Books by Helen J Vandepeer
The interior of Australia can go for years without rain. Storms may come but seldom rain.
The God's are angry...the thunder rolls
Lightning strikes the old tree on the hills edge.
Limbs groan and half crash to the ground.
White ants scatter, let them drown
As rain comes down...
First in a splash, large drops
A parched ground yearns for more.
Thunder Lightning more tempting drops.
Storms roll on their way to the East.
No rain falls in the starved desert-
an ancient land remains dust red. ©hjv.
Want to review or comment on this
Click here to login!
Need a FREE Reader Membership?
Click here for your Membership!
|Reviewed by Patricia Oplinger
|I fell in love with Australia 50 years ago and have enjoyed each trip there. You have captured the sights and sounds of the land with authenticity. Thank you for giving me another trip back without leaving my chair.|
|Reviewed by Isabella Koldras
|Helen, your poem accurately captures the images across the vastness of Australia...records the poetic rhythm of the sweet sound and smell of rain...that's so rare...the outback sooo red and the drought sooo dry...sooo unfathomable pain for us the urban dwellers...yet...an awesome sight of sooo much to love..."her beauty and her terror - the wide brown land"...etched upon national character...resilience 'n laconic humour in face of hardship...in tune with rhyme of this ancient land...evolving flora 'n fauna with the ability to adapt...spiritual land...indeed...a shelter for many coming from life's storms...love that country with all my heart!|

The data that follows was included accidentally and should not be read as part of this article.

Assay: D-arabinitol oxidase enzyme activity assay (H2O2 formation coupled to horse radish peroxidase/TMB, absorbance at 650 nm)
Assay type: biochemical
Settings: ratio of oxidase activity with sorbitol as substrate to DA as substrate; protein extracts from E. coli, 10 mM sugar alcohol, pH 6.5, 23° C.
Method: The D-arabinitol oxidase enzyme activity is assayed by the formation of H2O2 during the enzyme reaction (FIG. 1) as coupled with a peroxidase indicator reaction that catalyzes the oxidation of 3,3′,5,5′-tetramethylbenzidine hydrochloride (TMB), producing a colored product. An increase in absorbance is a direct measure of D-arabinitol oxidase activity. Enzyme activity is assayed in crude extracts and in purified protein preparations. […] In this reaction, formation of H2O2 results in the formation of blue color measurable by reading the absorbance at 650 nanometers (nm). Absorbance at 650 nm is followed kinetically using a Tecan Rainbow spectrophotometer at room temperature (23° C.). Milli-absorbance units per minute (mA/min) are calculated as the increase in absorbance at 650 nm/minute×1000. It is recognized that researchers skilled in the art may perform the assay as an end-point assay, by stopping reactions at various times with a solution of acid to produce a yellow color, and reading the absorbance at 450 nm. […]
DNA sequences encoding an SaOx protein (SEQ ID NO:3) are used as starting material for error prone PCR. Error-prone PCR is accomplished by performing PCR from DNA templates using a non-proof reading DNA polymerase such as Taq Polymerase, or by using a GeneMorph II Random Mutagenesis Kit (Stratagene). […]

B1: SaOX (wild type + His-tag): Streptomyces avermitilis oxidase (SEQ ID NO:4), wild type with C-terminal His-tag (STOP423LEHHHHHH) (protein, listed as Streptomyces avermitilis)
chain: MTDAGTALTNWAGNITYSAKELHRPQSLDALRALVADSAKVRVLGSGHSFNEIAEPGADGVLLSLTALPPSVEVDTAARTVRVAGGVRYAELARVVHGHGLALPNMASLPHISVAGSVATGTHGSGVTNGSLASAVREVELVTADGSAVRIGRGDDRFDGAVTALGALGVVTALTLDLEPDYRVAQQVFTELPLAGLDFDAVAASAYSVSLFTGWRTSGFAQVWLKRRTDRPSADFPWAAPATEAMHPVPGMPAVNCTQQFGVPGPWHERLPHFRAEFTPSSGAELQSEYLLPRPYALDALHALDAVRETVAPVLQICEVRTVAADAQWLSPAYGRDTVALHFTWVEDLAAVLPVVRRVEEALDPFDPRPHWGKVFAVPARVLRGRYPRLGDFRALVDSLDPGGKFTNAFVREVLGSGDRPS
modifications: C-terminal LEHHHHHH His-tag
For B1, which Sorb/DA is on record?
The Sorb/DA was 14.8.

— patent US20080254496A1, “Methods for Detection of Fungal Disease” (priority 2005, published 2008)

|Reviewed by Ronald Hull
|A storm without rain is indeed a frustrating thing for desert life to endure. Nicely captured in your poem.
|Reviewed by Jansen Estrup
|Interesting, matter-of-fact resignation here, Helen. But also I sense a 'been there-done that' feeling of making do and enduring. This story may have been scratched into stone for 50,000 years, just newly translated.|
|Reviewed by Ed Matlack
|Without water, how does anything, including people survive...Apparently they do, but it must be a raw & hot existence, not my kind of place to even visit...-e-|